The food insecurity situation in Cabo Delgado has deteriorated due to violence that has disrupted the livelihoods of more than half a million people, who have had to leave behind crops and livestock.
After their house was burned down, Abdul Selemane (44), his wife, two kids and mother fled Mocímboa da Praia, one of the districts most affected by insurgent attacks in the northern province of Cabo Delgado. Leaving behind a farm full of crops, Selemane and his family found shelter in the Marrupa resettlement site in Metuge district, where they have been for four months. In Marrupa, Selemane has received support and been welcomed by the local community that has even provided his family with some land for farming.
“We left because of the war. Our house was burned. The people here gave us some food and land for farming,” he says, hoping for better days after harvesting the crops grown from the seeds he received from FAO, under the emergency program.
The food insecurity situation in Cabo Delgado has deteriorated due to ongoing violence that has disruption the livelihoods of more than half a million people, who have had to leave behind almost all of their possessions, including crops and livestock assets. Selemane and his family are part of a larger number of households that have lost everything and are trying to start over in safer areas. In a country where food insecurity is lurking, engaging in agriculture can help to keep food on the table and reduce vulnerability in the resettlement sites.
The displaced find shelter in resettlement sites and with host families in the districts of Ancuabe, Chiure, Metuge and Montepuez in the south of the province, as well as in the provincial capital, Pemba, including other provinces such as Nampula and Niassa.
Makupe Bahetwe, 41, a community leader in the Ntokota neighborhood of Metuge, is in charge of hosting displaced people newly arrived from conflict-affected areas.
“We receive these people because they are human beings like us. We received them happily and shared our space with them so they can also cultivate because we are an agricultural community,” he explains.
Like other members of the community who are supporting displaced families, Bahetwe received an electronic card, under FAO’s emergency program, through which he had access to beans, groundnut, maize and sesame seeds, in addition to farming tools to help sustain his family of nine.
With the help of his wife on the farm, Bahetwe hopes to improve his family’s nutrition and sell cash crops such as sesame to buy other household needs.
“Restoring livelihoods remains a priority”
Local authorities in Cabo Delgado estimate that the conflict has resulted in a 30 percent drop in production compared with the previous agricultural season.
According to the Provincial Director of Economic Activities, Haggai Mário, support to restoring livelihoods remains a priority, as 86 percent of the population relies on agriculture.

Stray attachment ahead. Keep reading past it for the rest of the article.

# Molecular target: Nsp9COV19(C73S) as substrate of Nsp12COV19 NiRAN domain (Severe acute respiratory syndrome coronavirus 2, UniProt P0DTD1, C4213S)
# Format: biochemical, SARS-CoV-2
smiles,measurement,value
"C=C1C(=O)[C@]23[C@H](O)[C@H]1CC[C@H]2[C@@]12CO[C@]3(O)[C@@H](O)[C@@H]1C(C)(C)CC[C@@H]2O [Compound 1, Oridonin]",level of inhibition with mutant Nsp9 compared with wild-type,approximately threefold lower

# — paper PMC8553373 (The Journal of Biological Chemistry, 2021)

“The violent actions that are occurring are having a negative impact on the performance of various sectors of the economy and on agriculture in particular, an activity carried out by a majority of the population, who are now at risk of hunger,” said the Provincial Director.
“We are happy because one of the partners that responded positively was FAO, which has been a traditional partner of the Government in the development of agricultural programs,” he said.
FAO is currently implementing projects in nine districts that host displaced families, four in Cabo Delgado (Ancuabe, Chiure, Namuno, Mecufi, Metuge and Montepuez) and three in Nampula Province (Meconta, Erati and Monapo), to help restore the livelihoods of the affected population.
In addition to supporting families directly affected by violence, FAO is assisting families that host displaced people to relieve pressure on their resources and food supply.
Between December 2020 and January 2021, FAO reached more than 14 000 families, using electronic cards to provide each family with access to credit to buy cereal and vegetable seeds and farming tools, guaranteeing that affected people can produce their own food and thus reducing their dependency. The emergency programme is funded by the Central Emergency Response Fund (CERF) and the Government of the United Kingdom and Northern Ireland.
An ongoing crisis
The violence has escalated since January 2020 with reports of attacks by non-state armed groups expanding geographically with increased intensity.
Cabo Delgado is now the province with the largest population in Crisis and Emergency levels of high acute food insecurity (Integrated Food Security Phase Classification [IPC] Phases 3 and 4) according to the last IPC. It is estimated that families with high levels of acute food insecurity (IPC Phase 3 or worse) will rise from 0.58 million in December 2020 to 0.77 million in the period April–September 2021.
There are also serious indirect impacts on livelihoods, through disruptions to food supply chains and access to food, basic services and humanitarian assistance.
Communities in less insecure areas of Cabo Delgado, as well as in the neighboring provinces of Nampula and Niassa, have shown incredible solidarity and generosity with displaced people fleeing the crisis. A large number of people who have escaped are staying with family and friends in host communities. However, the situation is putting immense strain on the already meagre resources of these areas.
In recognition of the risk of worsening food insecurity and malnutrition, FAO is intensifying its efforts to support displaced people in accommodation centers by providing agricultural inputs (seeds, tools, etc.) to help them in recovering their livelihoods as well as to host communities as resources become even more limited.